Central Leader - - NEWS -

In rain, hail or shine you will find Barry Magee with his stop­watch and marker cones in tow, ready to point the next gen­er­a­tion of run­ners in the right di­rec­tion.

The Olympic bronze medal­list has been coach­ing young ath­letes at Corn­wall Park for Auck­land City Ath­let­ics for more than 14 years.

And the 79-year-old says he can’t see him­self ever hang­ing up his well-worn boots.

‘‘I love what I do – age doesn’t re­ally come into it much. They tell me the se­cret to a great life is to keep breath­ing.’’

It is the joy of run­ning that has kept him go­ing long af­ter he crossed the pro­fes­sional run­ning fin­ish line, he says.

The Mt Roskill coach was one of six men – Mur­ray Hal­berg, Peter Snell, Bill Bail­lie, Jeff Ju­lian and Ray Puck­ett – de­vel­oped by ath­let­ics le­gend Arthur Ly­di­ard into world class ath­letes.

Ly­di­ard died at the age of 87 af­ter at­tend­ing a race do­ing what he did best – talk­ing to run­ners and pass­ing on ad­vice.

Magee cred­its Ly­di­ard’s train­ing meth­ods for reach­ing the top of the sport. He won a bronze medal in the 1960 Rome Olympic marathon and 18 national ti­tles, claim­ing his last one at the age of 69.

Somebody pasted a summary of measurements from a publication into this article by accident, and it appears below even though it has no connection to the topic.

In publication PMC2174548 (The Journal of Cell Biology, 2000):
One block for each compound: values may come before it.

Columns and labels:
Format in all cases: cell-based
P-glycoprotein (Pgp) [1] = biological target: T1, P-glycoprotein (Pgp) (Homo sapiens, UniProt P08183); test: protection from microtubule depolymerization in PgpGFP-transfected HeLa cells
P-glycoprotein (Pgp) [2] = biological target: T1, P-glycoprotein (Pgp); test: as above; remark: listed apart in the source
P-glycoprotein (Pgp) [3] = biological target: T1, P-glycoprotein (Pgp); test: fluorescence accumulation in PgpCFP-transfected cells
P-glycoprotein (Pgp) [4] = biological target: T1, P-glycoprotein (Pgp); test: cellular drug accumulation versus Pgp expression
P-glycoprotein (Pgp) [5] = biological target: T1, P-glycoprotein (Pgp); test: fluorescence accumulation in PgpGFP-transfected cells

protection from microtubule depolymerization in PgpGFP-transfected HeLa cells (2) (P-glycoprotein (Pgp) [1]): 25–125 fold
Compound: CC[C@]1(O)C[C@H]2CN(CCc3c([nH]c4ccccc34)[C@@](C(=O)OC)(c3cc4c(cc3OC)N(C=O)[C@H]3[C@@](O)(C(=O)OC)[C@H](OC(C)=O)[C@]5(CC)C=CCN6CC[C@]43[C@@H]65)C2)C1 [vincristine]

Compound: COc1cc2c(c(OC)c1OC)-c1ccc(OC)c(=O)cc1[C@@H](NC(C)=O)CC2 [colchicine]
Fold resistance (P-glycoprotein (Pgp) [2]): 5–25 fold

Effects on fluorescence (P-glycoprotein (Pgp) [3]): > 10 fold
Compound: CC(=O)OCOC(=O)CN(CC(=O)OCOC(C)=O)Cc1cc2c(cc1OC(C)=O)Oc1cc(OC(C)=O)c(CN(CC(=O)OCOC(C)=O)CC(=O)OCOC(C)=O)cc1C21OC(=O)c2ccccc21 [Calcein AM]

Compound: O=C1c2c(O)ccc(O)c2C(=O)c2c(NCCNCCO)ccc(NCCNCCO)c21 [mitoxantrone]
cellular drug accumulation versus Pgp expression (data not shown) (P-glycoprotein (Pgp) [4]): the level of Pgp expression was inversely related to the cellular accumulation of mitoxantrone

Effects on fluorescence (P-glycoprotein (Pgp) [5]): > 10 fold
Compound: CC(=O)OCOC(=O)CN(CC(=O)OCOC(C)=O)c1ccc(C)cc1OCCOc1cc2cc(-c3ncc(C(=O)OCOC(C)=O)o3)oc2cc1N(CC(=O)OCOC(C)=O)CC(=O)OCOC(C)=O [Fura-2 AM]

Now he spends his week­nights, of­ten dressed in his trusty gum­boots and with an um­brella at the ready, out on the field pass­ing on his ex­pe­ri­ence to ea­ger young run­ners.

‘‘Kids need sport. It helps to build their char­ac­ter and per­son­al­i­ties. I see them as a valu­able com­mod­ity.

‘‘They so­cialise bet­ter – it comes with the con­fi­dence they get through their run­ning.’’

In the past 20 years of coach­ing teenagers Magee has seen only one out of the thou­sands he has trained who has gone ‘‘a bit off the rails’’, he says.

‘‘They’re too busy for par­ties and drink­ing be­cause they’ve got run­ning and sport.’’

Magee took up run­ning at the age of 12.

Run­ning is the most nat­u­ral thing in the world, he says.

‘‘You can do it any­where, any­time. Row­ers have to find a har­bour, swim­mers have to drive to the pool but run­ners can just go out their back door.’’

He would run 100 miles a week un­der Ly­di­ard’s gru­elling train­ing rou­tine.

And Magee is still reap­ing the ben­e­fits of 50 years of run­ning to­day, with a blood pres­sure rate of some­one half his age. The dis­ci­pline and com­mit­ment has to come from the young­sters them­selves, he says.

Each train­ing night the young ath­letes will be wait­ing out­side the Corn­wall Cricket Club ready to get to work in what he de­scribes as one of the best train­ing grounds in the coun­try.

Magee says he can’t en­vis­age the suc­cess of Ly­di­ard’s ath­letes ever be­ing du­pli­cated but ev­ery one of his run­ners has the po­ten­tial to go far.

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